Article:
Today's UK Unemployment Figures Look Better Than Had Been Expected

Tuesday 16 June, 2020 Written by 
Today's UK Unemployment Figures Look Better Than Had Been Expected

UNEMPLOYMENT – The full effect of the Covid-19 pandemic has yet to be seen. The overall unemployment rate stayed at 3.9% in the three months to April. The big problem ahead is when employers must pay National Insurance and pension contributions, then 10% of pay from September, rising to 20% in October. Companies under financial pressure may start to make workers redundant.

Also, the current layoffs have yet to show in the figures.

For the three months ending April 2020, the highest employment rate estimate in the UK was in the South East (79.5%) and the lowest was in Northern Ireland (71.6%).

For the three months ending April 2020, the highest unemployment rate estimate in the UK was in the North East (5.2%) and the lowest was in Northern Ireland (2.3%); a joint record low unemployment rate.

For the three months ending April 2020, the highest economic inactivity rate estimate in the UK was in Northern Ireland (26.7%) and the lowest was in the South East (17.9%).

Between December 2019 and March 2020, the largest estimated increase in workforce jobs in the UK was in the East of England at 35,000, while the largest decrease was in the South East at 61,000.

In March 2020, the region with the highest estimated proportion of workforce jobs in the services sector was London at 91.8%, while the East Midlands had the highest proportion of jobs in the production sector at 13.2%.

The highest average estimated actual weekly hours worked, for the 12 months ending December 2019, was in London at 33.8 hours and the lowest was in the North East at 30.9 hours; for full-time and part-time workers, it was highest for both in Northern Ireland, at 38.4 hours and 17.0 hours respectively.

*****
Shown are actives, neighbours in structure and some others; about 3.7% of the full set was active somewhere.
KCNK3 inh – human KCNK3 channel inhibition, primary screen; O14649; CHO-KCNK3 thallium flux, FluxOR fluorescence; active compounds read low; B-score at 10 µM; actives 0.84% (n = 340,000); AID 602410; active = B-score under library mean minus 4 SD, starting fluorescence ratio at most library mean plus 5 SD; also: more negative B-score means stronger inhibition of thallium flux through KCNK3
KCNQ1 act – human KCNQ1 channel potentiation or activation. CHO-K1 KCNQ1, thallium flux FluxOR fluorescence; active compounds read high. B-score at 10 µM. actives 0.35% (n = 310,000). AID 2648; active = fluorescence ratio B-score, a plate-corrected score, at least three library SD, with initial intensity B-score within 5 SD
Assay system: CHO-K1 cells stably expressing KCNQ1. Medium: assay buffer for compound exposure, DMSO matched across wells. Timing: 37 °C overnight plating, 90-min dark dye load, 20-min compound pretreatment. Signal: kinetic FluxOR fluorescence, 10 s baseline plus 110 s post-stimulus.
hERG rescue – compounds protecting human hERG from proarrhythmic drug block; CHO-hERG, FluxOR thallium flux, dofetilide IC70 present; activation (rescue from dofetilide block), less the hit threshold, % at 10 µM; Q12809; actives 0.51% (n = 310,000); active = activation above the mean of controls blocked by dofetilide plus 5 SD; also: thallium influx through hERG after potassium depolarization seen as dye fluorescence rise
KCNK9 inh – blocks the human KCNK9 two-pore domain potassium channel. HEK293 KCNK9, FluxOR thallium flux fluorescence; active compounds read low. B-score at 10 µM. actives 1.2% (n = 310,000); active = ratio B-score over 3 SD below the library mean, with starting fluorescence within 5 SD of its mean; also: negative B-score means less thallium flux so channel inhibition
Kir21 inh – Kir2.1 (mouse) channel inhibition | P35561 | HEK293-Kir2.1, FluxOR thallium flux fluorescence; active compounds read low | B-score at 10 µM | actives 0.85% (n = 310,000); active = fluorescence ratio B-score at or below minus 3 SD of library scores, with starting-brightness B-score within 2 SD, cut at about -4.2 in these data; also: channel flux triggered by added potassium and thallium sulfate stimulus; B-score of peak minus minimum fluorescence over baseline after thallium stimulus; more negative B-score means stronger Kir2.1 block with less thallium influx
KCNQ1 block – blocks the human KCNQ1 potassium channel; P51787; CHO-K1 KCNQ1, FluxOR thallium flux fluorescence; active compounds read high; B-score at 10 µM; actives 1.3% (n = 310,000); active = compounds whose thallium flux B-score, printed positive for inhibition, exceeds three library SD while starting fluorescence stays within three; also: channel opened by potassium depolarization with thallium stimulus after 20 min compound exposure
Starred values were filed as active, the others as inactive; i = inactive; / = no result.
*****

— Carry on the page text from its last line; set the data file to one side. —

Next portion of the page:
In Northern Ireland specifically

The March 2020 Quarterly Employment Survey (QES) was published online at 7:00am this morning. The key points are:

  • The number of (seasonally adjusted) employee jobs in March 2020 was estimated at 783,500. This was an increase of 3,120 jobs (0.4%) over the quarter and 7,930 jobs (1.0%) over the year. Neither the quarterly nor the annual changes in employee jobs were found to be statistically significant.
  • Manufacturing was the only broad industry sector to experience a decrease in employee jobs (seasonally adjusted) over the year of -1.4% (-1,220 jobs). This was the first annual decrease in manufacturing employee jobs since June 2013.
  • The numbers of (seasonally adjusted) employee jobs in the services (636,790 jobs) and other (24,450 jobs) sectors reached the highest levels on record in March 2020.
  • The two largest industry sections in the economy, wholesale and retail trade and human health and social work activities, accounted for a third of all employee jobs in March 2020.
  • The annualised growth rate of total employee jobs has fallen every quarter between March 2018 (2.3%) and March 2020 (1.2%).
  • Private sector jobs increased over the quarter (0.6% or 3,320 jobs) and increased over the year (1.0% or 5,540 jobs).
  • Public sector jobs decreased over the quarter (-0.2% or -430 jobs) but increased over the year (1.1% or 2,350 jobs). There are now 17,080 fewer public sector jobs than the series peak in September 2009 (-7.5%).
  • In the last five years, employee jobs have increased by 8.3% (60,060 jobs) and by 13.3% (92,220 jobs) from the low in March 2012.

ABC NOTE: According to Citizens Advice:

  • Between 8-12 June the charity’s frontline advisers helped one person every two minutes with a redundancy issue in England and Wales
  • Since lockdown, the number of people Citizens Advice has helped with redundancy issues has almost tripled compared to the same period last year
  • The charity’s redundancy web pages have been viewed more than half a million times during lockdown
  • On 12 June three of the top-five most-viewed advice pages were redundancy pages

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